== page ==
17h, commemorative monument Auschwitz II - Birkenau.
The visit of the immense Birkenau ends as darkness falls on the camp. The mantle of the night soon covers everything that was Birkenau.
All the groups are heading towards the bottom of the camp, to meet in front of the memorial which seems to put an end to the tragedy of the Shoah. It was obvious for the Crif to conclude this day of memory with a solemn and sober gathering. The president of Crif, Francis Kalifat, begins a speech striking and full of accuracy, taking care to shelter his text of the snow that never stops falling from this starless sky.
"Ladies and gentlemen, throughout this grueling day, we saw the blocks, the tracks, the doors, the rails, the railroad junctions, the collapsed ceiling of a gas chamber, the ruins of a crematoria , the inside of a crematorium, the stairs leading to a crematorium, photographs taken by the SS, fragments of the camp, hair, Taleths found after the liberation of the camp, objects taken from the victims, toys, luggage, suitcases, facilities for the cleaning and disinfection of clothing, children's clothing, women's clothing, men's clothing, old men's clothing, metal remains, latrines in Birkenau wooden barracks, a gallows on which were executed prisoners, an easel on which was executed the punishment of the whip, electrified fences, a cart for the transport of bodies, watchtowers, personal photos, family photos brought in the camp by the Jews. What do these objects really tell us about the history of the people who once gave them life? What do we know about them? Nothing, since they are dead, since we do not see them. Heaps of shorn women's hair, toothbrushes, prosthetic legs and arms, glasses, toys ....
But hair without head, glasses without eyes, prostheses without legs, shoes without feet, toys without children. So we take in full face the places, the walls, the cold. Too short a day to fully and completely understand the workings of mass crime, the unspeakable, death and hatred. Too short but so intense and how much needed. Because, we have no right to forget, no we do not have the right because we have an imperative obligation, the obligation to transmit, the duty of transmission. "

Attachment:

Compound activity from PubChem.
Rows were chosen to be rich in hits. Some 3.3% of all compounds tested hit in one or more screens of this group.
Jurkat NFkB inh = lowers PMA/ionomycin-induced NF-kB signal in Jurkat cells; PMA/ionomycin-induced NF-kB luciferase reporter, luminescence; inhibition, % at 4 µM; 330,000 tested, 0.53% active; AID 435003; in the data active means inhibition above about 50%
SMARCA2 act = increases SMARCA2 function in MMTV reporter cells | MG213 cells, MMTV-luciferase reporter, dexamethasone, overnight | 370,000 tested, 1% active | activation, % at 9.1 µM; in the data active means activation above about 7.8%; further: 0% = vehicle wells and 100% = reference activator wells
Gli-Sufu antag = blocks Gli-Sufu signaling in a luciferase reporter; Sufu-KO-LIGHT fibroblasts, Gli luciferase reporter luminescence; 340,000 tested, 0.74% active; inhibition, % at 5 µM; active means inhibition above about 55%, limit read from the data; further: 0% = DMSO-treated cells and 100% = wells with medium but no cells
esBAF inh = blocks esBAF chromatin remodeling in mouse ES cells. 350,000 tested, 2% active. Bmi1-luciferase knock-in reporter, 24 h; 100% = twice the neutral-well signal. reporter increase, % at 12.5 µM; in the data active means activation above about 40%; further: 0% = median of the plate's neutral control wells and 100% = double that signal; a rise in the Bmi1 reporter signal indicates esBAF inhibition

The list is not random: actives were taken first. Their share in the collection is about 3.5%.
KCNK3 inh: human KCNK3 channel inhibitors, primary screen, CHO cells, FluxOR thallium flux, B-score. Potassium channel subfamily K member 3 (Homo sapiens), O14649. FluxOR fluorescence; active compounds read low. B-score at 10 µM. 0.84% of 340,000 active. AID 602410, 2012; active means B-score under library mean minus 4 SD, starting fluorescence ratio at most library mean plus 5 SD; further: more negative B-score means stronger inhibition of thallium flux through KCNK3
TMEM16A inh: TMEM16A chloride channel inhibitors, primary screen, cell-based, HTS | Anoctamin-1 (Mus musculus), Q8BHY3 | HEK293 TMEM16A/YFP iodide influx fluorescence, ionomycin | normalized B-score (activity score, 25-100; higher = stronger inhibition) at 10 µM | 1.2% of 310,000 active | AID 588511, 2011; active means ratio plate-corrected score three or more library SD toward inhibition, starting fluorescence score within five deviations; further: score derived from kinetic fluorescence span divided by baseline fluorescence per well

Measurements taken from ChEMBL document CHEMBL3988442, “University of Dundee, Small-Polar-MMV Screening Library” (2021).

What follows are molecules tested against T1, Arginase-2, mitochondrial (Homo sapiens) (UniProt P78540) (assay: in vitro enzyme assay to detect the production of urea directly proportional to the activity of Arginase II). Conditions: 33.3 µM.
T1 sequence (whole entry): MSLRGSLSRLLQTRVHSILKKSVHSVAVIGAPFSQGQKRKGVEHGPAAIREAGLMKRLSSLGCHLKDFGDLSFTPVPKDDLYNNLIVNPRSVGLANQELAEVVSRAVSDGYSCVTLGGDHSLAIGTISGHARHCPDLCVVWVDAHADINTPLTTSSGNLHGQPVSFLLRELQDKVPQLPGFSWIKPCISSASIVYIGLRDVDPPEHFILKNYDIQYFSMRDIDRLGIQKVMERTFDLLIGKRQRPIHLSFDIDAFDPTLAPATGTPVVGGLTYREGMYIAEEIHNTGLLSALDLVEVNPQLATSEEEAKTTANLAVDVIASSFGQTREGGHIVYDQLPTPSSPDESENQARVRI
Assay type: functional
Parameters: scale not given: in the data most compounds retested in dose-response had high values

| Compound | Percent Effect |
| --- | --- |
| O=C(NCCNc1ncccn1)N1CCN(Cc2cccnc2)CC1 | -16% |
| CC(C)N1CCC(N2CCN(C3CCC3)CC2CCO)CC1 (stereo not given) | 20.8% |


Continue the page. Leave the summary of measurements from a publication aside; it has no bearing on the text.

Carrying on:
A resounding silence is made in the crowd as Francis Kalifat delivers his speech. Everyone is thinking back to what he saw and heard today. Looking around, the void is suddenly felt like a gaping hole in the heart. Here, every man is alone with himself. And every man has to face his responsibilities. Those of the witness. Because today - and we will never remember it enough - we have become the witnesses of the witnesses.
This is what Ginette Kolinka insists on the occasion of the few words she gives tonight. She thanks us for our patience, our listening and our courage for having walked so much today, in this uncooperative snow, ironically on the little cart that she used sometimes during the day.
Rabbi Moshe Lewin concludes this sober ceremony with prayers that will long remain engraved in the hearts. The Jewish prayer for the missing El Male Rahamim resounds here like a cry that pierces the silence of Birkenau. And, as the last words of Kaddish, the Jewish stare for the dead, fly above our heads, the Chofar sounds. Like a fearful and painful word, the sound of the Chofar pierces the night and rises above the souls that accompany us at this precise moment. As a signal to let the missing go back to sleep and awaken the consciences of the living, the Chofar warmed our hearts.
The Jewish prayer for the French Republic concludes this intense and unique moment.
In honor of the 6 million Jews exterminated during the Holocaust, we light 6 candles. In turn, Alain Louis, Mayor of Goussainville - accompanied by students from his city Maïa, Marie, Jade, Alioune, Lenny and Jonathan, the French Ambassador to Poland, elected French and community and political representatives pose in the snow those little candles. Everyone is then invited to do the same and the entire space of the memorial soon becomes a fabulous source of light shining through the night.
We will never understand what the Holocaust was. And this journey of memory has probably immersed us even more in the inconceivable. Because what happened here goes beyond the human, we can not - we, humans - conceive and think it. All this goes far beyond us and we will always be unable to realize the drama that has occurred here. But we have the duty to try. The duty to listen to the last witnesses, to transmit their words, to open their eyes and to warn against the excesses that led to the greatest catastrophe of humanity. In the inhuman Auschwitz-Birkenau, we will also keep the little moments of humans that have brought us closer together. A benevolent smile, an attentive look, a hand extended to get off the bus, and all these faces, become familiar after meeting in the depths of hell.
"I'm so happy that you're here to listen to me, and I'm so glad you believe me, you know, I sometimes have a hard time believing it's all happened and I'm I can not explain it, I will never be able to ... " Ginette concluded at the airport, in front of all those faces frozen in admiration. That day, Ginette celebrated her 93 years old birthday.
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